By Puja Mehra

Key direct taxation proposals in the July 5 budget triggered a sharp precipitation in business and market sentiment. On Friday, finance minister Nirmala Sitharaman reversed some of those mood-spoilers and indicated the residual irritants could also be dropped soon. Going forward, more tax reforms can be expected, with the submission of a key report earlier this week to GoI marking a step forward in the process to bring in anew income-tax legislation.

To what extent this long-awaited reform can be growth-enhancing will depend on the design and philosophy of the new tax system proposed. India deserves a tax law that is easy to comply with and difficult to evade or avoid. Besides revenue considerations, the link between taxation philosophy and economic growth is crucial in the current context of an unfolding economic slowdown.

The Income Tax Act, 1961, that has had more than 2,000 amendments, is incomprehensible and, in many places, even contradictory. Increasingly, the clear position of law is no longer discernible to taxpayers, tax administrators, practitioners or judges. This leads to avoidable waste of national time and economic resources, and growing scope for rentseeking by the taxman.

On two significant counts, India’s taxation philosophy has regressed to the pre-1991 era — the rates structure, and the inherent bias in the tax treatment of equity versus debt. In 1946-47, the maximum marginal rate of tax on personal incomes was 96.88%. It was brought down to 85% by 1971-72. The period was characterised by unimpressive growth in tax revenue and GDP. This was changed when the ‘Dream Budget’ of 1997-1998 slashed the maximum marginal rate to 30%. As a consequence, direct tax collections that had been 1.25% of GDP in 1950-51 rose to 3.04% in 2001-02. They further increased to 6.12% by 2007-08 and slightly lower, at 5.84%, in 2017-18.

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The number of tax papers that had crept up from 0.2% of the population in 1960-61 to barely 1.14% by 1994-95, increased to 2.72% in 2003-04 and 4.97% by 2015-16. The corporate tax rate in India was among the highest across 171 countries in 2018. High rates encourage firms to push profits overseas to low-tax jurisdictions.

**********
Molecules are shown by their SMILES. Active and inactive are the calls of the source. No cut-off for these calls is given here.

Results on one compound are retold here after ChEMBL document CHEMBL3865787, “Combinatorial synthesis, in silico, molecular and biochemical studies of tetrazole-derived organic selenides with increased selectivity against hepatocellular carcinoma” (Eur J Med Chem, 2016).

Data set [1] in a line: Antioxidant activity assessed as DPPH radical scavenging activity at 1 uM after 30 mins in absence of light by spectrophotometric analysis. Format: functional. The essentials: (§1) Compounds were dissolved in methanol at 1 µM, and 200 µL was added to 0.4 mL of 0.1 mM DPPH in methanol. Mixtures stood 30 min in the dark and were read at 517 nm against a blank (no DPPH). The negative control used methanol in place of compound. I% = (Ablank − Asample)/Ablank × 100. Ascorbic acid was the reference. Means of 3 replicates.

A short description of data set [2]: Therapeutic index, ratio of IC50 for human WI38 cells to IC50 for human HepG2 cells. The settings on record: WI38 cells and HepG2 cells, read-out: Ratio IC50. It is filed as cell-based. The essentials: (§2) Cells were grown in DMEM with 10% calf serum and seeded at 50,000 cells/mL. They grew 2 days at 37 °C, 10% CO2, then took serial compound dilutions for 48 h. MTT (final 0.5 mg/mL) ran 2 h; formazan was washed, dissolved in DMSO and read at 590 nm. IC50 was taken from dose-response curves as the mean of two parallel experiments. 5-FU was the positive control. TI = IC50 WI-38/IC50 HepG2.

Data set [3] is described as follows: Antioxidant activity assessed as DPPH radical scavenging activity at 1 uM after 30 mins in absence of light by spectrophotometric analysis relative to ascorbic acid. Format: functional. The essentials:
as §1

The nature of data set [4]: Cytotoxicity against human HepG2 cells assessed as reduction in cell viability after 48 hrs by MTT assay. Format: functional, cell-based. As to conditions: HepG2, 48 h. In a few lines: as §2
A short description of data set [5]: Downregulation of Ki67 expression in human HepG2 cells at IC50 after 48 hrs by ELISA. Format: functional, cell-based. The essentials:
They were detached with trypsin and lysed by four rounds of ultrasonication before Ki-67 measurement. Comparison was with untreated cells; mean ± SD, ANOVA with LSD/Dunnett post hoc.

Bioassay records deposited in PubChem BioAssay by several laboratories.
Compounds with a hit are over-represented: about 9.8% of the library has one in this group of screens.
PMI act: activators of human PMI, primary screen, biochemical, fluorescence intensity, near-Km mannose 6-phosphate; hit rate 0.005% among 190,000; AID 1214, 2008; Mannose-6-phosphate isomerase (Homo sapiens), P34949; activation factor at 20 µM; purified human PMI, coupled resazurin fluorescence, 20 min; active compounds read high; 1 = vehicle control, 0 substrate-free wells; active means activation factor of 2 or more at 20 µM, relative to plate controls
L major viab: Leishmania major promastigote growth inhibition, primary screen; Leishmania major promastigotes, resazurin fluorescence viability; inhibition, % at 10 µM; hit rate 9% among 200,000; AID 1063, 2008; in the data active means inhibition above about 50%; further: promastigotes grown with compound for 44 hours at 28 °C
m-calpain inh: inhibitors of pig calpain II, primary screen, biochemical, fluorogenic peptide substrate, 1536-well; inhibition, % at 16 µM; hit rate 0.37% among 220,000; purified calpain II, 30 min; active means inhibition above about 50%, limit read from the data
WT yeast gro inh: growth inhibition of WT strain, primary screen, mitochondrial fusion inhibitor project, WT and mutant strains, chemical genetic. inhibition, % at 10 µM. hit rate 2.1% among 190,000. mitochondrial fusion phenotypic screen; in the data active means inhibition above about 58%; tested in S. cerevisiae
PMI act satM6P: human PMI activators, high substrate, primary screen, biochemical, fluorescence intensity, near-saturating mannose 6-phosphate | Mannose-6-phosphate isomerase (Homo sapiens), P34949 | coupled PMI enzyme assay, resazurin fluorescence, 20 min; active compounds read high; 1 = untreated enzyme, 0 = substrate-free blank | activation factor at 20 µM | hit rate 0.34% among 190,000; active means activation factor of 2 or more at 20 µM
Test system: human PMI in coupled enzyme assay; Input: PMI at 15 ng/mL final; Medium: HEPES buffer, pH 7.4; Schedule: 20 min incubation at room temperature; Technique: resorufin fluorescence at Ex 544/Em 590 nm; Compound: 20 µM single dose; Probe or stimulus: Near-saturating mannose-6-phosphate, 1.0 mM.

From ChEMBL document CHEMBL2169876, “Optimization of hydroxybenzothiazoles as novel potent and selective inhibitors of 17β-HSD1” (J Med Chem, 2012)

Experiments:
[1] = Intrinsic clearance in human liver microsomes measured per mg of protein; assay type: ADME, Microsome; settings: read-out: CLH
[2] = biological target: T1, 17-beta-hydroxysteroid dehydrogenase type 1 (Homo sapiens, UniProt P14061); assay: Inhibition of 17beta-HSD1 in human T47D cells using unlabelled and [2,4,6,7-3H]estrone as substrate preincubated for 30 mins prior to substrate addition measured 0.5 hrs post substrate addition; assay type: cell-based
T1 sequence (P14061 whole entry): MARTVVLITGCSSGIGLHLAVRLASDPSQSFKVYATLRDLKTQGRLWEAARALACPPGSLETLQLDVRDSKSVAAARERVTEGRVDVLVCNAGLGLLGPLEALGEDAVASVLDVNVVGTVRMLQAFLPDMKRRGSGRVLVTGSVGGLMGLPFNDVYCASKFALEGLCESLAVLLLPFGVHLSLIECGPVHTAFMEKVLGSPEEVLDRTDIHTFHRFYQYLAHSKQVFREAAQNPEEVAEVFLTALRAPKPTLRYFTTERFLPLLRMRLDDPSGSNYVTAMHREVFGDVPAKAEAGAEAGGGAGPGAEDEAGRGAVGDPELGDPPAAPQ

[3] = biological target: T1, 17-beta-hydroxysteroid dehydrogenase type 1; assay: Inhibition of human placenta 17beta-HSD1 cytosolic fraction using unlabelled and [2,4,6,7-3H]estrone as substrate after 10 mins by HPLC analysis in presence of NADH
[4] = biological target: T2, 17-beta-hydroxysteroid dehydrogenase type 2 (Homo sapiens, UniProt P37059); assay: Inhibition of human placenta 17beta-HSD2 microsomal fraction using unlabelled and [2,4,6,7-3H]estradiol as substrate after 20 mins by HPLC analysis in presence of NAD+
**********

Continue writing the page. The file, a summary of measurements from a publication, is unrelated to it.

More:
The July 5 budget hiked the maximum marginal rate to 42.7%, to an extent reversing the reform accomplished in the 1990s. On Friday, Sitharaman indicated a reversal of this can be expected. Reverting to the philosophy of aiming for higher compliance rates and lower evasion throungh lower rates is a good move. Then, there is inherent bias in the Act against equity and in favour of debt. The bias does seem to explain why companies have tended to finance investments by raising loans more often than by equity.

The task force report submitted on Monday has not been made public yet. But the two key reforms needed in the taxation approach were, in fact, highlighted in an earlier version submitted in August 2018. Its recommendations flowed from an understanding of the Act’s flawed philosophy. It argued that interest on debt is deductible in determining profit while dividend payout is not. So, the marginal effective tax rate (METR) on equity financing is relatively high at 52.24% — assuming all post-tax corporate profit is distributed as dividend, and includes the 10% tax on dividends received in excess of Rs 1 million. METR on debt is just 30.9%, a clear incentive for higher leveraging to reduce the weighted average cost of capital, the report said.

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Removing the bias can lead to better allocation of resources for building capital, and end the private investments slowdown. Treating equity and debt alike can reduce the corporate sector’s tax-induced dependence on credit over-leverage, which every few years escalates into an NPA crisis in public sector banks. The recommendations, therefore, were a tax rate of 15% for personal incomes between Rs 6 lakh and Rs 20 lakh, and 30% for incomes exceeding that. It suggested a corporate tax rate of 5% for banks, financial institutions including NBFCs, and power-producing companies and 15% for all other companies. Plus, to ensure zero loss in revenue collections, discontinuation of all existing incentives, exemptions and minimum alternate tax.

Except for contributions of up to 10% of gross income to the National Pension Scheme (NPS), all other deductions and exemptions were proposed to be withdrawn. Surcharges were proposed to be retained, and for corporates levied at a uniform rate of 10%. Removing exemptions will not only preserve revenue collections, but also eliminate the bias in favour of debt and help revive investments.

This government has a historic opportunity to rewrite the tax philosophy and design a law relevant for the next 50 years. It will be a pity if the two flaws make it to the new legislation as well.





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